We try to have the rides spaced out so that our warm-ups are not too busy, but it can still be challenging, when everyone has their show nerves, to navigate between 3 others horses cantering in the ring. So be ready for that and be ready to be riding safely. Know the etiquette of sharing the ring - always pass with the other rider on your left side, always call out your trajectory if you are close to someone, be mindful of young and hot horses, and always keep a 6 ft distance between the other horses and your horse.
Doing your test
Take a deep breath and go show off your hard work! Enjoy yourself, because if you are, your horse will be more relaxed and the judge will appreciate the harmony. Be precise with your geometry - it will help you focus on the right things. And keep breathing during your test too!
After your test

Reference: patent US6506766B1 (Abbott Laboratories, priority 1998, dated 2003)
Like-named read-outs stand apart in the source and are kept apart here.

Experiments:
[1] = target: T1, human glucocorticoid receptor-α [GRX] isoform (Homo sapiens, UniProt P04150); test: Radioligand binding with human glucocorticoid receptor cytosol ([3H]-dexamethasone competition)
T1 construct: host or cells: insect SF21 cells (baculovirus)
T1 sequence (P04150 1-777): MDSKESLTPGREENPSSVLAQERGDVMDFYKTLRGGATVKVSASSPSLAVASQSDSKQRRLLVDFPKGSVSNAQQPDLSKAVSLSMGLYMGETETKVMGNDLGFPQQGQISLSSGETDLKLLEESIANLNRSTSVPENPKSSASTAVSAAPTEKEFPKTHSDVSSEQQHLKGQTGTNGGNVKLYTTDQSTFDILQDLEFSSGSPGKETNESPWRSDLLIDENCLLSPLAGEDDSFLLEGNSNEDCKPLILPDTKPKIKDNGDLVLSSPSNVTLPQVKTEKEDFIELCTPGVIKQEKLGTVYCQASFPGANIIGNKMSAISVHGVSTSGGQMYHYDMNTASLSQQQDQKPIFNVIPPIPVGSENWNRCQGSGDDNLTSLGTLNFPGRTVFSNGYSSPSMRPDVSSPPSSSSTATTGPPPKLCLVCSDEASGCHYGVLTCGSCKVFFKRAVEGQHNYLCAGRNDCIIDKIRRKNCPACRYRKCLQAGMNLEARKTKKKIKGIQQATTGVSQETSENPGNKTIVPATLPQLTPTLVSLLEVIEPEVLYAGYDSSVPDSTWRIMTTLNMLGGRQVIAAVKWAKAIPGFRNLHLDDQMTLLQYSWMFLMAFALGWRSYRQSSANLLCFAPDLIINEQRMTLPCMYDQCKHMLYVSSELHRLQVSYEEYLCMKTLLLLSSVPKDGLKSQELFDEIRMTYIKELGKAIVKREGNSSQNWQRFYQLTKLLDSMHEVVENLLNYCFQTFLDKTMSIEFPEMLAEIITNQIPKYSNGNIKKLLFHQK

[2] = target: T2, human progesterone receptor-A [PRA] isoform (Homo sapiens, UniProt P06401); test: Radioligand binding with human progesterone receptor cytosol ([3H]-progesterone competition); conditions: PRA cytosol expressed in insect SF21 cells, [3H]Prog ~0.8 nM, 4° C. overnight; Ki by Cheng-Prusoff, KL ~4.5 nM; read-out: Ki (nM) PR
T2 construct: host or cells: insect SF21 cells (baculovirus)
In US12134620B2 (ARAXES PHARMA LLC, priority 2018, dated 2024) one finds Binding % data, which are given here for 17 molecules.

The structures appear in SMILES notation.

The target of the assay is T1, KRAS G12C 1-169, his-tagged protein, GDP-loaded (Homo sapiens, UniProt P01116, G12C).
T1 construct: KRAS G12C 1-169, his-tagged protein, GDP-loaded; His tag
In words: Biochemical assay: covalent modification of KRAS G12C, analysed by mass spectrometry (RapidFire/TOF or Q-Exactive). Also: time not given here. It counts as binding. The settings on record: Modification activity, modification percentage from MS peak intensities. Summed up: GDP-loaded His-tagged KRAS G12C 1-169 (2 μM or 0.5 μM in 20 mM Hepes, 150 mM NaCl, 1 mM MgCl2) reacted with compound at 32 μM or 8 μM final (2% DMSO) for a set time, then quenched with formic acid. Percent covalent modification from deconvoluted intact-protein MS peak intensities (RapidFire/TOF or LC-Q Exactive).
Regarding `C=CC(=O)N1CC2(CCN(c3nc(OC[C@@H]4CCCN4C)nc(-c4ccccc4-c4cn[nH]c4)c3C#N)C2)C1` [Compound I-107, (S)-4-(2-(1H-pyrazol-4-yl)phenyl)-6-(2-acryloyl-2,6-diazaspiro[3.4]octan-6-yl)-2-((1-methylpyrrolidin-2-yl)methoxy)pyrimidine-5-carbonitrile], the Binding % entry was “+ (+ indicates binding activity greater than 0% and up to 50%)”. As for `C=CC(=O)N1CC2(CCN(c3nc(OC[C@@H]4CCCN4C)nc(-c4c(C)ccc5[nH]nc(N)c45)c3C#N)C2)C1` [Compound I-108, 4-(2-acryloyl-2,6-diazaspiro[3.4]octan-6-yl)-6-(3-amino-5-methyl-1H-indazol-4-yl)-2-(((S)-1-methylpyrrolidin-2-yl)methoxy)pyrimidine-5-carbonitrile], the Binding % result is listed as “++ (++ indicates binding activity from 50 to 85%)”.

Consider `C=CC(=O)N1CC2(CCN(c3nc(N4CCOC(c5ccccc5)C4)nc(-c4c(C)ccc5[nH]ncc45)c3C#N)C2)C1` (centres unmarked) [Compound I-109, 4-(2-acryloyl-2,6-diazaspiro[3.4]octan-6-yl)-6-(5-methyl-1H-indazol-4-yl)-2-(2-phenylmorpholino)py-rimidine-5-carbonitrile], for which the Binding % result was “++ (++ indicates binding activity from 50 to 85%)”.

Take good care of your equine partner and yourself, no matter how you feel about your test. The most important thing is that you tried your best. Go get your scores in the office once the class is finished. There is usually a schedule that you can read by the office or by the rings, if you don't have it with you. The test sheet is not only a score to keep track of, but contains lots of valuable comments from the judge. This is what will help you improve the work, so read all of it cautiously and keep it in a folder at home with your other test sheets. Judges all want you to improve and give you a feedback on what to focus on to keep improving and to go up the levels. Those score sheets are valuable training tools throughout the years. You also want to keep your tests in a safe place if you want to apply to any type of year-end awards, or to prove you qualified for a championship - to report or correct a score with your organization.